Legalization threat “putting us in the shadows … making us dirty again,” says head of Green Cross Cannabis Delivery
A couple of years ago Kevin Reed, 36, president of Bay Area Green Cross medical Marijuana delivery service, had his mother over. She tried a cookie. This was no ordinary cookie.
“There are side effects,” Reed recalled. “One is increased blood flow. My mom got scared. It made her feel like she was having heart problems.”
She begged Reed to take her to a hospital emergency room. Reed refused, reasoning he might get in trouble.
“I told her she shouldn't have eaten the cookie to begin with. It was illegal to do that, for me to let her her have the cookie. It was too much of a risk for everybody,” said Reed. “She was saying, 'If I die, you just want my insurance money,' and all these crazy things. I was accused of being a really bad boy. But she was fine in about two hours.”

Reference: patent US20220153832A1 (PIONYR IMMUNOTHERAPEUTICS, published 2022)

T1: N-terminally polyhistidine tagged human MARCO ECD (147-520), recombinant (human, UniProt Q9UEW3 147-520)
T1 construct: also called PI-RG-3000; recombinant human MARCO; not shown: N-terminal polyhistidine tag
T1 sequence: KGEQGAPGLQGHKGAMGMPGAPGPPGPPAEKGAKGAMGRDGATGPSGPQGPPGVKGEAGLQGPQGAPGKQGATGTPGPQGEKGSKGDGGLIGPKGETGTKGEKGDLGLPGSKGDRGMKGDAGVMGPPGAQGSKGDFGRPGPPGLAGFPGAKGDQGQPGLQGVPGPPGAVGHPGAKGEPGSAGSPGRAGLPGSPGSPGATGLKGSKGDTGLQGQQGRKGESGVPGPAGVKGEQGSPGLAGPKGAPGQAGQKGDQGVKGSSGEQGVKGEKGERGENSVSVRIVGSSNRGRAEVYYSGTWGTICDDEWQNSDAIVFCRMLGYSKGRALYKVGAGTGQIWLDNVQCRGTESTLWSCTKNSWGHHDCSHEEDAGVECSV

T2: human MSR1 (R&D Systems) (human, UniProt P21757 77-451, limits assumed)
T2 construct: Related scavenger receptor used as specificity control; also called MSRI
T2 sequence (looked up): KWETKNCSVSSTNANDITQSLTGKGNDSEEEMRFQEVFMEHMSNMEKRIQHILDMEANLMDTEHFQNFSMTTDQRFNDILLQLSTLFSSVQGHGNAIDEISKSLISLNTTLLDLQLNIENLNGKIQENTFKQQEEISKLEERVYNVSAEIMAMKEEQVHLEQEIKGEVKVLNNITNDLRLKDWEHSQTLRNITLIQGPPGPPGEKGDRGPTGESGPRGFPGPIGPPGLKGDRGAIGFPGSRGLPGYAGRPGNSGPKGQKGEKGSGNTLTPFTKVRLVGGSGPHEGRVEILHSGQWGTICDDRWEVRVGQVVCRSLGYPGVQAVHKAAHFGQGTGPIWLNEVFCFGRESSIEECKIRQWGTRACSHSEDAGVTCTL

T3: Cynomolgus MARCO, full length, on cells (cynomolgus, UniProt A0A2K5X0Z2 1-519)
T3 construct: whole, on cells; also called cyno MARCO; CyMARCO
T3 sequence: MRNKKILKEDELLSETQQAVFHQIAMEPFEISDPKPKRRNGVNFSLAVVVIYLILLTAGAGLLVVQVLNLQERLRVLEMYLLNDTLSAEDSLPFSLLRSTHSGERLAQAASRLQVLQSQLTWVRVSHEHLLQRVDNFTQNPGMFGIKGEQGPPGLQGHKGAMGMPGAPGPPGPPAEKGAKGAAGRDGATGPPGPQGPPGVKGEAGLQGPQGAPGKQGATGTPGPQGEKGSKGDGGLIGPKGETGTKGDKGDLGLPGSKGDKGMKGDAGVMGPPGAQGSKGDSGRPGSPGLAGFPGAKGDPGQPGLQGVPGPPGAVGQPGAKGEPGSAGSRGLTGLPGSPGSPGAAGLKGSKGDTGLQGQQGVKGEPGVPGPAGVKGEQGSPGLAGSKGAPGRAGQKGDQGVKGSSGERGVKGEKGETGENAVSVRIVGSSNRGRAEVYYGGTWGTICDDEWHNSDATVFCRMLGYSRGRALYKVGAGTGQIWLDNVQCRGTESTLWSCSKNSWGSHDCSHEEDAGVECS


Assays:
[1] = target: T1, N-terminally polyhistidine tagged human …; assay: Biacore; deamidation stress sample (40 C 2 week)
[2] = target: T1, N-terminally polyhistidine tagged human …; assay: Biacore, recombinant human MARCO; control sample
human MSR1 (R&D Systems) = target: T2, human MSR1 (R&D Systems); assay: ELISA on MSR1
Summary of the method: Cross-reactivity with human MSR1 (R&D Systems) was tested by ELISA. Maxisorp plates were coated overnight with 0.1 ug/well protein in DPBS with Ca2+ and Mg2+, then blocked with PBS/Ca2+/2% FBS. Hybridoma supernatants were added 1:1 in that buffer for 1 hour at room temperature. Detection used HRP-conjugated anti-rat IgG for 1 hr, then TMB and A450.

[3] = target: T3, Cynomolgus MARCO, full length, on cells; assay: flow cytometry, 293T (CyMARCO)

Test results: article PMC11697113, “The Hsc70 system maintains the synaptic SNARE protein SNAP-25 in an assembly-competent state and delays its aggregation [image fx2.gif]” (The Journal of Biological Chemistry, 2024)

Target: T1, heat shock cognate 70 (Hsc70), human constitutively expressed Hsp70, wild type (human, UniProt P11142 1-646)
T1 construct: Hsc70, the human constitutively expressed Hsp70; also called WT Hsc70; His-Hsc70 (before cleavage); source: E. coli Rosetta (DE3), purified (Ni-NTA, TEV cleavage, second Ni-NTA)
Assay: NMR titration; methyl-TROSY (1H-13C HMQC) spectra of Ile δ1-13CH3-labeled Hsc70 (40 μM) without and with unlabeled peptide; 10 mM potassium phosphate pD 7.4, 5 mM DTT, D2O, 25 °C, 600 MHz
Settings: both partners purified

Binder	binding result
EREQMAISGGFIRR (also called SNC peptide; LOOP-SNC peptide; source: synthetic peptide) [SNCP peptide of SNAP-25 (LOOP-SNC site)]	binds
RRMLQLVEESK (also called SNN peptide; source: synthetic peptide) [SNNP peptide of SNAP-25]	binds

Of the many lessons that might be drawn from such a scene, Reed became convinced it's inappropriate to ingest Marijuana without a doctor's say-so. This conviction is behind his campaign to oppose a pot-legalization measure scheduled for this fall's ballot.